Hygiene-associated practices of women for the duration of menstruation are of enormous importance because it has a fitness effect in phrases of elevated vulnerability to reproductive tract infections (RTI). The interaction of socio-financial status, menstrual hygiene practices, and RTI are noticeable. Blood can provide suitable surroundings for microorganisms to thrive, so fitness care carriers endorse rinsing the genital location at least two times a day — morning and evening — to your period. It's also desirable to do that more frequently in case you sense discomfort. The vagina is a self-cleaning organ. It's critical to maintain its herbal vegetation and to use ordinary cleaning soap, or maybe particular beauty merchandise for intimate hygiene can disrupt them. Health care carriers endorse washing the genital location with heated water without cleaning soap. Wash the genitals from the front to the back. Start by washing your labia, then continue to the perineum and anus. This will lessen the chance of pathogenic microorganisms and lines of fecal be counted coming into the vaginal location. The human reproductive machine is cleverly prepared and doesn't require extra cleansing on the inside. For that reason, fitness care specialists strongly advocate for the use of hygiene tactics to wash away the healthy vaginal vegetation (consisting of douching).

Five things to remember about your menstrual hygiene

1. Change your sanitary napkin every 4-6 hours 
2. Wash well
3. Do not use soaps or vaginal hygiene products
4. Dispose of sanitary napkins correctly
5. Stick to a hygiene method

Since tampons require insertion, you must ensure their safety and hygiene. Always wash your hands before inserting the tampon. Keep washing your vaginal area between pad or tampon changes, but don't overdo it. Washing keeps it clean, fresh, and infection-free. This can be as simple as making sure tampons, pads, or pads are changed every few hours. Daily douches are also important, and you can help prevent menstrual odor by only cleaning the outside of your vagina. Deodorant products such as wipes and sprays are not recommended due to the potential for irritation.

To care for the vulva

  1. Use warm water to wash the vulva.
  2. The vagina naturally cleanses in the form of normal vaginal discharge.
  3. Wear only white, 100 percent cotton underwear.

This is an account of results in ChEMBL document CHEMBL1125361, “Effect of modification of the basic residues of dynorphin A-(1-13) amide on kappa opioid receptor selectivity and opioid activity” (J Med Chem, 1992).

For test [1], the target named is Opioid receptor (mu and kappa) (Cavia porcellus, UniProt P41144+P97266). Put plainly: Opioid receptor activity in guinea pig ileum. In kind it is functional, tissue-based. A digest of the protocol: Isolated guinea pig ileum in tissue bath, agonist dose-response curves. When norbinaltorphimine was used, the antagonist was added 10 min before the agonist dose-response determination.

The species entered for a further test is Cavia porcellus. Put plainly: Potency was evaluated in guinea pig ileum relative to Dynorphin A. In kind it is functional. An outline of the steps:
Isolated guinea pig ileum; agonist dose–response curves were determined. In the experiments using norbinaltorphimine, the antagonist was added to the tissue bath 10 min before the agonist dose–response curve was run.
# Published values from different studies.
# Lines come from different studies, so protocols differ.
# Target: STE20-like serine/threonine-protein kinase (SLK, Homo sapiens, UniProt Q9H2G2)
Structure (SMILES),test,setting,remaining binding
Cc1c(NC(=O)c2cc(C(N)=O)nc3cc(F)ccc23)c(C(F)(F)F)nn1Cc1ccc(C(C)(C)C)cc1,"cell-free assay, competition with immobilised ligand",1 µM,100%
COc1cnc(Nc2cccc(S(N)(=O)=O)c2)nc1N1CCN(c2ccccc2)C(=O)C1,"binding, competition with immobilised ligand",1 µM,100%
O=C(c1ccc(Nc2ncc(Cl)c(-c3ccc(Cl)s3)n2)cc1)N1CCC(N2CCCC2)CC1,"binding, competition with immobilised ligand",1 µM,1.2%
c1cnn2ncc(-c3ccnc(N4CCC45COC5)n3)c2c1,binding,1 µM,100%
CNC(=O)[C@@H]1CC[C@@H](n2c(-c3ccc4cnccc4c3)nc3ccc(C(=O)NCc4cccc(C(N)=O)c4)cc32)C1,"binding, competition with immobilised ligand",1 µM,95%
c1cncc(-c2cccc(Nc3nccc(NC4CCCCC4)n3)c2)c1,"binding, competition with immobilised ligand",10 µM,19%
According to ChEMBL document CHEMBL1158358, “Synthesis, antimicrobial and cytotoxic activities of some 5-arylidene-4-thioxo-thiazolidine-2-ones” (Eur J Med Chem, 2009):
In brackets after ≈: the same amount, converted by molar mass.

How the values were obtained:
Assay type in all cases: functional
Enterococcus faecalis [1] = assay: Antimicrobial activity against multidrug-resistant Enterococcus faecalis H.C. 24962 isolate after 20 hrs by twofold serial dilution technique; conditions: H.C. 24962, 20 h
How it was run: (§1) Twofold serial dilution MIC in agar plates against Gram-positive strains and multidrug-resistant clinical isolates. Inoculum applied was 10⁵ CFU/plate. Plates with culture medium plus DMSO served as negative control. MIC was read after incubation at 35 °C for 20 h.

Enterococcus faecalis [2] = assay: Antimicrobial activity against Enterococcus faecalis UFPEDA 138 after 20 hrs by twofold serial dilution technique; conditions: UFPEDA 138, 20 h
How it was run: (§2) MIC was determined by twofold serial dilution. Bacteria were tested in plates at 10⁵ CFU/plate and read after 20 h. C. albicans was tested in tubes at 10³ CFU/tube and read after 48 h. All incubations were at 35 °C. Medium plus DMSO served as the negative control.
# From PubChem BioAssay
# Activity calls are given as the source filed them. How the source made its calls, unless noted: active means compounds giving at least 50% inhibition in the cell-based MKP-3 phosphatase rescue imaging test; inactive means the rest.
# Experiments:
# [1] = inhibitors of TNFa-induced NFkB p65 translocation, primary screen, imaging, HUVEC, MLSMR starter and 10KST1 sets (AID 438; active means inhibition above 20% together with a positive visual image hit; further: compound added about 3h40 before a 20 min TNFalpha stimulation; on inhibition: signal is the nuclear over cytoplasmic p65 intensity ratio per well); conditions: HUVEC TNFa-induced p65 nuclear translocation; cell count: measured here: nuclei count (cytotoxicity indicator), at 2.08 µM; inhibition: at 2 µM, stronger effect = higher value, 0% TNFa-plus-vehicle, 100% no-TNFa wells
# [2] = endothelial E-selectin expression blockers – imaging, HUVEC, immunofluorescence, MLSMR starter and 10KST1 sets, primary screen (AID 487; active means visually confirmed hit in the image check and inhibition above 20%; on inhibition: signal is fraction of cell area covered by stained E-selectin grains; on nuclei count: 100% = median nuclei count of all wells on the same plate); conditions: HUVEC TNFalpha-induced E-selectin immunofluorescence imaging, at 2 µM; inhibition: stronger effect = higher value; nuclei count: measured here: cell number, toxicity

4. Avoid wearing thongs.
  5. Rinse underwear thoroughly after washing or double rinsing.
  6. Wash new underwear before wearing it.

Pain is the most common problem women have during their period. More than half of women who have their period experience pain during their period. Some women only have a feeling of heaviness in the stomach or a tightening in the pelvic area. Other women experience severe cramping other than the pain of premenstrual syndrome (PMS).

Sensitize young people to menstrual hygiene. We are improving access and the use of quality sanitary napkins for adolescent girls in rural areas. To ensure the safe disposal of sanitary napkins in an environmentally friendly manner.

Menstrual hygiene materials are those used to contain the menstrual flow, such as towels, reusable and disposable sanitary napkins, menstrual cups, and tampons. Menstrual supplies, such as soap, underwear, and pain relievers, are other general items to support menstrual health and hygiene. Gender inequality, discriminatory social norms, cultural taboos, poverty, and lack of essential services such as toilets and hygiene items can result in hygiene, and menstrual health needs not being met.

Menstruation often poses psychological, social, and health challenges for young women in low- and middle-income societies. It can be tough in countries like India, where menstruation is stigmatized. This paper examines the challenges related to menstruation for young women living in slums in India. On an individual level, young women lack knowledge about menstruation. Socially, young women experience stigma associated with menstruation, a lack of opportunities to talk about menstruation, and experience limitations in mobility and other activities during menstruation. At an institutional level, for example, at school, there are few resources to support young menstruating women as toilets are dirty, and doors are broken. Hence, adolescent girls and young menstruating women in India face several challenges at multiple levels. These results suggest that interventions at multiple levels are warranted to provide a supportive context for menstruation.

Also, Read: Menstrual Pain

with Dr. Shilpa Ghosh


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